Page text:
The video of the event shows a soft-spoken figure attempting to sound knowledgeable about the topic at hand. He was there, it appeared, to be a surrogate for Trump, whom he continually praised for his outstanding foreign policy successes. He opened his talk by recounting how the first thing Trump had promised to do was to completely “eliminate terrorism,” a promise that did not sound very realistic. He had hard acts to follow coming after talks by Leon Panetta and Gen. David Petraeus, who clearly were on a higher plane altogether in their understanding of the issues.
Bannon argued that once Trump became president, he single-handedly took the first meaningful actions against ISIS and “radical Islamic extremism.” Again, putting down the recent Bush and McCain speeches, he said the only meaningful speech he had heard recently was that given by the Chinese president, Xi Jinping, who while speaking to the Communist Party congress gave “an adult speech to adults.” China, he said, is clear about its goal: becoming a hegemon in the world.
Many of Hudson’s members are part of the very groups Bannon despises. They must have winced to hear him refer sarcastically to “the geniuses in the foreign policy elite,” who gave America “essentially the Bay of Pigs and Venezuela, the Cuban Missile Crisis and Korea and the Vietnam War and Afghanistan, all at one time.” Of course, they did not occur at the same time, and they were hardly the fault of whichever administration was in power at the time. Trump, he continued, “didn’t do this. The deplorables who voted for President Trump didn’t do this. This is the geniuses of both political parties.” [sic]
He went on to say: “President Trump and his whole candidacy from the very beginning… was a repudiation of the elites, the repudiation of the foreign policy establishment, a repudiation of the ‘Party of Davos.’ A repudiation of this concept we’ve had of this rules-based international order… [that] the American working class and middle class underwrite with their taxes, and more importantly, with the blood of their children.”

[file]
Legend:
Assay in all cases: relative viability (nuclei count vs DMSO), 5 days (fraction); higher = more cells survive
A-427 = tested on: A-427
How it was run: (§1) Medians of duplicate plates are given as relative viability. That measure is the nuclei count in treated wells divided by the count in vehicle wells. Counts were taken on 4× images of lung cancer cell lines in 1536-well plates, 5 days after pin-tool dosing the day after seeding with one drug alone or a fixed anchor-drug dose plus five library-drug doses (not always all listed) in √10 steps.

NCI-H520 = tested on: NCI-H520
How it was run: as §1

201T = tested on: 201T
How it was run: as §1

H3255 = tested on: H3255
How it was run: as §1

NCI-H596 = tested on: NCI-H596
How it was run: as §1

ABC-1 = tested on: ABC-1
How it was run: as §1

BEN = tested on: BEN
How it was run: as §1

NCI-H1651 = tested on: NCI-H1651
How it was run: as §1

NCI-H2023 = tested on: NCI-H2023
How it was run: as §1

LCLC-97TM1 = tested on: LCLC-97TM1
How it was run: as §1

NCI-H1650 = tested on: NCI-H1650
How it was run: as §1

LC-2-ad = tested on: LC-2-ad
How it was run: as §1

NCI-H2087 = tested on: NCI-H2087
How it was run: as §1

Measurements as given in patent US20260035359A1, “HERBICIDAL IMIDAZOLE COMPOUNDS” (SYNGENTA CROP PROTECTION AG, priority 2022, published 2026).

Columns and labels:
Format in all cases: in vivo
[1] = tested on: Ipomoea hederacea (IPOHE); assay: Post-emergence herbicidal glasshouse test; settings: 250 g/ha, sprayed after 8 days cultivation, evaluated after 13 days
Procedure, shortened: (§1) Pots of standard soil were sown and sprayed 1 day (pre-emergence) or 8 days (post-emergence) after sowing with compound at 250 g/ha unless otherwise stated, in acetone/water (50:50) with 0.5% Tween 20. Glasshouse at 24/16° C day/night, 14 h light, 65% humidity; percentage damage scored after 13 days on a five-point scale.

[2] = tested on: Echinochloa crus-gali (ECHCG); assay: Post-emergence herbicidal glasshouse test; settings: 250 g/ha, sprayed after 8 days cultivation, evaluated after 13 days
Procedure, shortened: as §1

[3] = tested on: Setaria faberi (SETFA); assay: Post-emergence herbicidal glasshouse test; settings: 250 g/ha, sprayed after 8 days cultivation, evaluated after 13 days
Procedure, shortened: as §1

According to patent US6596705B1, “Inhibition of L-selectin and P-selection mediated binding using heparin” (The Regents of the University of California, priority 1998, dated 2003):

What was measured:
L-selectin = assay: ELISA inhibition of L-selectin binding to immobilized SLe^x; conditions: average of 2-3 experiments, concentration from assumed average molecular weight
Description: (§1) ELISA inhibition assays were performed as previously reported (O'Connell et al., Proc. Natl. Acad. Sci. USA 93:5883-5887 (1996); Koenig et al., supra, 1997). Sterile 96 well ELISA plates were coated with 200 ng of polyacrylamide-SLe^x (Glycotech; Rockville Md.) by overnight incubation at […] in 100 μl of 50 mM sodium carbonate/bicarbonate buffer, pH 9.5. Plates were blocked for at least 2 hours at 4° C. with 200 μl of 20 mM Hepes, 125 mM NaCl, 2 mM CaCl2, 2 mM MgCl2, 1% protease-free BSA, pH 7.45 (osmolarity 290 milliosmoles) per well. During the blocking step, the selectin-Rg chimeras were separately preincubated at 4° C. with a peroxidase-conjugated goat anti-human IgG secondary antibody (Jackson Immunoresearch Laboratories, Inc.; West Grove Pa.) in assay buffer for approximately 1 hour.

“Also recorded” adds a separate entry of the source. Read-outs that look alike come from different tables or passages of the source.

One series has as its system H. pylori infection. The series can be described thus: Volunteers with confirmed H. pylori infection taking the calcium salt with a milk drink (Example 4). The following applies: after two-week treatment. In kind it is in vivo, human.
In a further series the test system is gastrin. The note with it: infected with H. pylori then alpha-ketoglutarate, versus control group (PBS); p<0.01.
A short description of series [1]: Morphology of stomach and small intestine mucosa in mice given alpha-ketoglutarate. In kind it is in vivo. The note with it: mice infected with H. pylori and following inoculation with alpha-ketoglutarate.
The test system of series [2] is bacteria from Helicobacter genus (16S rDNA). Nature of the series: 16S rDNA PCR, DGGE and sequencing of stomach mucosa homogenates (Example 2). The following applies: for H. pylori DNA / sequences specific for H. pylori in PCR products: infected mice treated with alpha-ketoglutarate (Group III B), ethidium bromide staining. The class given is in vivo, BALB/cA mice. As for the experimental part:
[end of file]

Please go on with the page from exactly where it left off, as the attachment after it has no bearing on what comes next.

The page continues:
Channeling the famous words uttered by William F. Buckley Jr. that he would rather be ruled by “the first 400 people listed in the Boston telephone directory than by the faculty of Harvard University,” Bannon changed it to the top “100 partners at Goldman Sachs,” or the “first 100 at Davos.” Bannon did not square that with his own profitable employment in the past at Goldman Sachs.
As he had at Anaheim, he attempted in Washington to strike out at Bush and McCain. At that moment, the interlocutor, former Ambassador to Pakistan Husain Haqqani, interrupted, saying, “Well, the foreign policy elite of Washington, D.C., that asked me to interview you today told me that when you start talking about issues other than those that relate to this conference, I should bring this to an end,” which Haqqani promptly did. The session ended, and Bannon, unlike at his Anaheim reception, received a short round of perfunctory and unenthusiastic applause.
The appearance before Hudson indicated one thing: Even a moderate center-right think tank felt it necessary to invite and include Steve Bannon at a conference on strategy in the war against terrorism and ISIS, thus legitimizing him as someone whose views must be considered when making foreign policy. Clearly, leaving the White House has only made Steve Bannon someone who has perhaps more influence than he had when he was in the administration.